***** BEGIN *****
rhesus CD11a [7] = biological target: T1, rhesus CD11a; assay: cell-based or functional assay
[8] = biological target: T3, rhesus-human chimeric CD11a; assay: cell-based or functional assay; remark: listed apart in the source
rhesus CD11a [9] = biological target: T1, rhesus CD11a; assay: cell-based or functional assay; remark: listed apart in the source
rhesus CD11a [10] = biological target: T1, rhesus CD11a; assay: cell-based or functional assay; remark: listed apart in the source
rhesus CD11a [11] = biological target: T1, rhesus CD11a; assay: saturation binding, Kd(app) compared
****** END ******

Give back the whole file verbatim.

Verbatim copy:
rhesus CD11a [7] = biological target: T1, rhesus CD11a; assay: cell-based or functional assay
[8] = biological target: T3, rhesus-human chimeric CD11a; assay: cell-based or functional assay; remark: listed apart in the source
rhesus CD11a [9] = biological target: T1, rhesus CD11a; assay: cell-based or functional assay; remark: listed apart in the source
rhesus CD11a [10] = biological target: T1, rhesus CD11a; assay: cell-based or functional assay; remark: listed apart in the source
rhesus CD11a [11] = biological target: T1, rhesus CD11a; assay: saturation binding, Kd(app) compared